Italian Avant Garde


The paintings of Italian Spatialism and works of Arte Programmata abandon figuration to investigate issues of visual perception.

Agostino Bonalumni | Turi Simeti | Bruno Munari | Getullio Alviani


Piero Atchugarry Gallery in Garzón, Uruguay is pleased to open its doors for the first time with a private show for exclusive collectors of Italian Post-War art on September 18, 2013. The group exhibition showcases paintings of Italian Spatialism by artists Agostino Bonalumni and Turi Simeti, along with works of Arte Programmata represented by Bruno Munari and Getullio Alviani. Abandoning figuration, the works investigate issues of visual perception.

Founded by Lucio Fontana in 1947, Italian Spatialism sought to fuse color, sound, space, movement, and time into a new type of art.

Born in 1929 in Sicily, Turi Simeti attended Alberto Burri’s studio in Rome, and he was a member of the Italian branch of Spatialism and the Zero Movement alongside artists such as Fontana. Since the 1960s, Simeti has made a commitment to exploring geometric patterns. Untitled, 2009, reveals a simple arrangement of ovals in a monochromatic canvas. The ovals push outward into the viewer’s space to play with light, form, and movement, eliminating the hand of the artist to highlight the physicality of the artwork.

Born in 1935 in Milan, Agostino Bonalumni was a self-taught painter who frequented Fontana’s studio in the late 1950s. There he investigated issues of space, eventually developing the idea of what would be called “pittura-oggetto” or “painting-object.” Works such as Untitled, 1972, reveal an art that pushes through the canvas, physically projecting color and form into space. This work and others were made from structures and frames placed on the backs of canvas, causing them to stretch and deform. The light and shading created by the protrusion on the right side of the work suggests a sense of movement that confuses our perception of painting, hence the term “painting-object.”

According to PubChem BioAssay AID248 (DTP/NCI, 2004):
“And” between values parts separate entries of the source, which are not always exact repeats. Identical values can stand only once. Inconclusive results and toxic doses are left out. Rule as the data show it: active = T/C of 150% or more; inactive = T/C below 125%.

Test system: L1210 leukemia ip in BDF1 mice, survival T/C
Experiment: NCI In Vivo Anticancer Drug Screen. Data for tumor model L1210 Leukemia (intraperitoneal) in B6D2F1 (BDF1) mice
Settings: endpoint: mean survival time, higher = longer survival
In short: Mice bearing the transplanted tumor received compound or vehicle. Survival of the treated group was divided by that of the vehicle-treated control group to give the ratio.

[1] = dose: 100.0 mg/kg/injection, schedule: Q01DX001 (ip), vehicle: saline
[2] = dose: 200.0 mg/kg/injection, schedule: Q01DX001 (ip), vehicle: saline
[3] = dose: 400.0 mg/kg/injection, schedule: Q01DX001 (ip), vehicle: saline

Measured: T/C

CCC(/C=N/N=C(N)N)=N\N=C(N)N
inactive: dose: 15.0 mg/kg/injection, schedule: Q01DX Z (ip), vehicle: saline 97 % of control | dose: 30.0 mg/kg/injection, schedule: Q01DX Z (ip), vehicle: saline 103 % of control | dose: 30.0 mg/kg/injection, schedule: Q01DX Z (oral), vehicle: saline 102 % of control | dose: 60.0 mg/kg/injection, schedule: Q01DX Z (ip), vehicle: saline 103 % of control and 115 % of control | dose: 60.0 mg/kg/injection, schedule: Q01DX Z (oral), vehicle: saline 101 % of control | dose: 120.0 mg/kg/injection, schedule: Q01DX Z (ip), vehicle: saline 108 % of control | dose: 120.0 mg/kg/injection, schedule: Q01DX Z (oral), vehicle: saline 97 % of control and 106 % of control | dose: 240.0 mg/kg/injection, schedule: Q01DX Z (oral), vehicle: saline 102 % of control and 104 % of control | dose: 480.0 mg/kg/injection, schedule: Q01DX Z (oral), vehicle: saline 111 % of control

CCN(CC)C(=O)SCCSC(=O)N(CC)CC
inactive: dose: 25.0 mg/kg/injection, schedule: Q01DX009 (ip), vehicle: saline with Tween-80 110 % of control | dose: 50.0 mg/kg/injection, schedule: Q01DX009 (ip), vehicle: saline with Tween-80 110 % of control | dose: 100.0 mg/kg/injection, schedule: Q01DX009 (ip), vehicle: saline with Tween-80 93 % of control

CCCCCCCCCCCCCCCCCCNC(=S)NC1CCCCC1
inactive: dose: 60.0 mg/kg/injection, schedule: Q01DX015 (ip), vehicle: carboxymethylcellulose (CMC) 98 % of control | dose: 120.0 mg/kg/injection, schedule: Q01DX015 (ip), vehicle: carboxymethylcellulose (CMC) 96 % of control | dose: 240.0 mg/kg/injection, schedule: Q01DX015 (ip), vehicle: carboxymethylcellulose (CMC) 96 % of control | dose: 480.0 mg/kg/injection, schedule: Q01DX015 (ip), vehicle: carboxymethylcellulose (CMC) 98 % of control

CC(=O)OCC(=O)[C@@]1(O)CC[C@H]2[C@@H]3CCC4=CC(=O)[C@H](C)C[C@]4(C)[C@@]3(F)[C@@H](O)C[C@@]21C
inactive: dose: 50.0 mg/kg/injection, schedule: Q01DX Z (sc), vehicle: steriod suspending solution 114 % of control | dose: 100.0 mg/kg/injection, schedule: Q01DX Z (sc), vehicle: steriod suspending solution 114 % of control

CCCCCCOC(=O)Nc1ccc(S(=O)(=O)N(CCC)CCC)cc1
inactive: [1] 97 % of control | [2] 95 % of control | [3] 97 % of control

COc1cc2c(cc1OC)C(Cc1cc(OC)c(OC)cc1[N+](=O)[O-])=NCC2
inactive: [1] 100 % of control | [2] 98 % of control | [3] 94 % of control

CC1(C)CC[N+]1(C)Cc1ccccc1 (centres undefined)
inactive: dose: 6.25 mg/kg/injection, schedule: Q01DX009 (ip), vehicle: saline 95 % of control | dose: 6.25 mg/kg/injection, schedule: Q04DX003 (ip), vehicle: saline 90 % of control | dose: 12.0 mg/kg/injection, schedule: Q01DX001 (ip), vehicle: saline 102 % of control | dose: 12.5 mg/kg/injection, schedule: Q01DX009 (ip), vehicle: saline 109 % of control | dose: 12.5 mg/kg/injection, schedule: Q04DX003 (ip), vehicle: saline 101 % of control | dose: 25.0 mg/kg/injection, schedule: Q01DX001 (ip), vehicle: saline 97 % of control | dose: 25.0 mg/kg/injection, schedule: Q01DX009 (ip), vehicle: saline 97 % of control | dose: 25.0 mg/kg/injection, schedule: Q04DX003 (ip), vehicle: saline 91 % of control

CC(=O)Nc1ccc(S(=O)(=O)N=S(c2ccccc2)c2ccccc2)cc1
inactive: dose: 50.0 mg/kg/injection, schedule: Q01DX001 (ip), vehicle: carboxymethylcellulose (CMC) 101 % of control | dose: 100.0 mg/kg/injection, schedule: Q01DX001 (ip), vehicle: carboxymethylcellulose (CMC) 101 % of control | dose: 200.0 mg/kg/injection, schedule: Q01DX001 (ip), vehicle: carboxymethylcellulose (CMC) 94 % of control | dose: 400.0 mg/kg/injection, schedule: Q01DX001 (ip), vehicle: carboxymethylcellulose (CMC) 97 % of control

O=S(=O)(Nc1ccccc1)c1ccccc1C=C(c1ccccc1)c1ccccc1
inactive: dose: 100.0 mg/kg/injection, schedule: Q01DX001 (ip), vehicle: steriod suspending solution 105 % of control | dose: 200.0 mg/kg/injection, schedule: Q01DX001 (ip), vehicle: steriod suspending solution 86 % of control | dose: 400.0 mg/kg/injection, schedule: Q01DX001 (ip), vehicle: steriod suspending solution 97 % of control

Arte Programmata refers to the work of various Italian artists active during the 1960s and 70s who were interested in Kinetic and Op art. Artists produced objects through procedures analogous to methods of mathematical and technological research, often creating a series of prototypes.

Born in 1907 in Milan and originally influenced by Italian futurist Filippo Marinetti, Bruno Munari became a pioneer of Arte Programmata. Munari’s Curva di Peano, 1977, explores optical and physical phenomena through repeating shapes and colors that reveal an almost scientific approach to art. The painting’s title references mathematician Giuseppe Peano’s invention of the first example of a space-filling curve in geometry.

Born in 1939 in Udine, Italy, Getulio Alviani immediately became an exponent of Optical-kinetic art, and is especially known for his aluminum works. Superfice Vibratile, 1972, produces a perceptual experience through simple geometric elements constructed with scientific rigor. As the viewer moves, patterns of light change and dance across the aluminum surface, often creating after-images of certain colors and a great awareness of color and light.


Sarah Blagden


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